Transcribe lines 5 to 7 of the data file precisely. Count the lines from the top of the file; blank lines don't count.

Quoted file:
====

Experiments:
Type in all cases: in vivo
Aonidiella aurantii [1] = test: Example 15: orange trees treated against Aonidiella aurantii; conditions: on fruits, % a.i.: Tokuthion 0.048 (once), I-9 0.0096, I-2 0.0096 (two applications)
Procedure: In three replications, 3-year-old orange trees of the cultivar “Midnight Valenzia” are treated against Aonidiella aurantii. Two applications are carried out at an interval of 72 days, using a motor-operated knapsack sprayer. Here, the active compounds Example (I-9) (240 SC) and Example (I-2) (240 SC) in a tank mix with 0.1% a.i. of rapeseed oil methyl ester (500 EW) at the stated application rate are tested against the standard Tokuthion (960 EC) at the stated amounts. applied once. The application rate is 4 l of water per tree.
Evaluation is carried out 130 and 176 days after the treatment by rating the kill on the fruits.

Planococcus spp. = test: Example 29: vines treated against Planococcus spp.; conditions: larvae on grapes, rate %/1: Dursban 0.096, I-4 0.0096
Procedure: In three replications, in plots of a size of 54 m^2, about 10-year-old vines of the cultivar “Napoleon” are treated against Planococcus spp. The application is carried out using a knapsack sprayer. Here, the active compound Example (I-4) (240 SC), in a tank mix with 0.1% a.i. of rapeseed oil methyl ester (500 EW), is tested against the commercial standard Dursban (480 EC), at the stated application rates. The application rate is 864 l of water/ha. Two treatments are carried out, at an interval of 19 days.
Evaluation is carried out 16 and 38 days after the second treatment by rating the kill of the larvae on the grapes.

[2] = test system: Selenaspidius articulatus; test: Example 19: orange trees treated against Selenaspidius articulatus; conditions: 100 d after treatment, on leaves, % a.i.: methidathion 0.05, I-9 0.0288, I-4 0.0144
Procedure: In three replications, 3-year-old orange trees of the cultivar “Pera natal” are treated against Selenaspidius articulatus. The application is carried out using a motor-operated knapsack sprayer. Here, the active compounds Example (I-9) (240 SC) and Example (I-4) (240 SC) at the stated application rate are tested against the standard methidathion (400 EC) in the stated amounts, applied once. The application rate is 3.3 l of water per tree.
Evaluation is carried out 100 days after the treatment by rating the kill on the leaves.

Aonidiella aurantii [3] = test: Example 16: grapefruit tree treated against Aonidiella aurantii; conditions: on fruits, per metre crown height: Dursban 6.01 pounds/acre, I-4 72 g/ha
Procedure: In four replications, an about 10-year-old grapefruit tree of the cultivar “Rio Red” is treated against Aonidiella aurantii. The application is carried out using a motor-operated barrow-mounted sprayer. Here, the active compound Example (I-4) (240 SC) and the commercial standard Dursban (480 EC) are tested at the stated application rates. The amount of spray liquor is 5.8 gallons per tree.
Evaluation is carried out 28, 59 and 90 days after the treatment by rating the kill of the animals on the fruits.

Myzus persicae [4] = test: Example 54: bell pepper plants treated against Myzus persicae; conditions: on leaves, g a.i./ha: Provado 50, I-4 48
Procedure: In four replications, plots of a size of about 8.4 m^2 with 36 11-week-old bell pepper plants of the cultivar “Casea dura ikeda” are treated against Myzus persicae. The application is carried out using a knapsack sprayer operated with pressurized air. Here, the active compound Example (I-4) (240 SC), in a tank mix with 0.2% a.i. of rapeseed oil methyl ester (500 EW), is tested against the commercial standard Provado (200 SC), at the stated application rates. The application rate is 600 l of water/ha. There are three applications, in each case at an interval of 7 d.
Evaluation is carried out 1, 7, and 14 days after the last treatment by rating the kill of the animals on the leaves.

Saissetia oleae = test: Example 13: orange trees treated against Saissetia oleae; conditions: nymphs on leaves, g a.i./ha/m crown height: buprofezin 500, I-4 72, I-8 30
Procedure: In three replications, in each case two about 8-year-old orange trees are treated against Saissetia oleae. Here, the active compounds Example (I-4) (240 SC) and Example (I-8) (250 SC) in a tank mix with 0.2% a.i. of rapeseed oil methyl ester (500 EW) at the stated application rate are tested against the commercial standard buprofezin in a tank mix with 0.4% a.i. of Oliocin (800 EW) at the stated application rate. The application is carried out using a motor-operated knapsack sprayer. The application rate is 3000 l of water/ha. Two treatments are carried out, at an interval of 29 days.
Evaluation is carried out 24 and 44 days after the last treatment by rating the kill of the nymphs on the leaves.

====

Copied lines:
Evaluation is carried out 130 and 176 days after the treatment by rating the kill on the fruits.

Planococcus spp. = test: Example 29: vines treated against Planococcus spp.; conditions: larvae on grapes, rate %/1: Dursban 0.096, I-4 0.0096
Procedure: In three replications, in plots of a size of 54 m^2, about 10-year-old vines of the cultivar “Napoleon” are treated against Planococcus spp. The application is carried out using a knapsack sprayer. Here, the active compound Example (I-4) (240 SC), in a tank mix with 0.1% a.i. of rapeseed oil methyl ester (500 EW), is tested against the commercial standard Dursban (480 EC), at the stated application rates. The application rate is 864 l of water/ha. Two treatments are carried out, at an interval of 19 days.